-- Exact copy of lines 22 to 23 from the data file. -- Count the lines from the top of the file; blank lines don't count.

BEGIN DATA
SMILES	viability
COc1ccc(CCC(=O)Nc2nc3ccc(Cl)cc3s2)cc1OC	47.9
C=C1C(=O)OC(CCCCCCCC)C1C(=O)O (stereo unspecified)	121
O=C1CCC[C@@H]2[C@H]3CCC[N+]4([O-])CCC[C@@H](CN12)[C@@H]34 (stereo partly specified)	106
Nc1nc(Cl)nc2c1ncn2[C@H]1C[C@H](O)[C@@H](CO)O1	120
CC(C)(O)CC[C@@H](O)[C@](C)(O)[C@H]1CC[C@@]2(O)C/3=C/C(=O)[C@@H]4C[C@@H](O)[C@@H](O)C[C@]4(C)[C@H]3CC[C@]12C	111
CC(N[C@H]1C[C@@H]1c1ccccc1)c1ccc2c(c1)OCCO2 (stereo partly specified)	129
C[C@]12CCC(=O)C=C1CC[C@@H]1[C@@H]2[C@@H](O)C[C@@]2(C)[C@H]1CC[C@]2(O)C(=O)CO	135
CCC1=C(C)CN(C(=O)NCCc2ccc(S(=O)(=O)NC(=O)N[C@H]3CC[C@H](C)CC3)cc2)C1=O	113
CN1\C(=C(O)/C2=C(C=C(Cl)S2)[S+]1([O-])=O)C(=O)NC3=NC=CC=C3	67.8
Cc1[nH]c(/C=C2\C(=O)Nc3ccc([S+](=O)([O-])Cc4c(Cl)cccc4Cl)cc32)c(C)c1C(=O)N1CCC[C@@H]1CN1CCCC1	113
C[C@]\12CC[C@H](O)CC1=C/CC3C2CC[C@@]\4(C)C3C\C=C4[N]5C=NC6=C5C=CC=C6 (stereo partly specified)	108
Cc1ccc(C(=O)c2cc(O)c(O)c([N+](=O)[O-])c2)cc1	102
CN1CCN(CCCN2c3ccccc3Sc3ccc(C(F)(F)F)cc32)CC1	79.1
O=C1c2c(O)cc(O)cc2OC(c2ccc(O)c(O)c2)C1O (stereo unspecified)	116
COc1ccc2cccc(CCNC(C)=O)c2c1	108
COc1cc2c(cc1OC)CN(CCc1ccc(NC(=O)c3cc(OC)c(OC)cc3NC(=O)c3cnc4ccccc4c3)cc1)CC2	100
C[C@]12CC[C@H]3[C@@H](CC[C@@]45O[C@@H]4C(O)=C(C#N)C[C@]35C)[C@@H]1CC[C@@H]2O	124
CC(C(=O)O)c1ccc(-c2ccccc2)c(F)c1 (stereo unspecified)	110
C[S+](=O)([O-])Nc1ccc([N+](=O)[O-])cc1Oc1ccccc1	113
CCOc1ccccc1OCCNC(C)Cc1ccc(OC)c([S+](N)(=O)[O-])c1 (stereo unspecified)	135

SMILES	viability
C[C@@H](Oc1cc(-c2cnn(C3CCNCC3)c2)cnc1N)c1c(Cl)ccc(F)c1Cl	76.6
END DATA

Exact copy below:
SMILES	viability
C[C@@H](Oc1cc(-c2cnn(C3CCNCC3)c2)cnc1N)c1c(Cl)ccc(F)c1Cl	76.6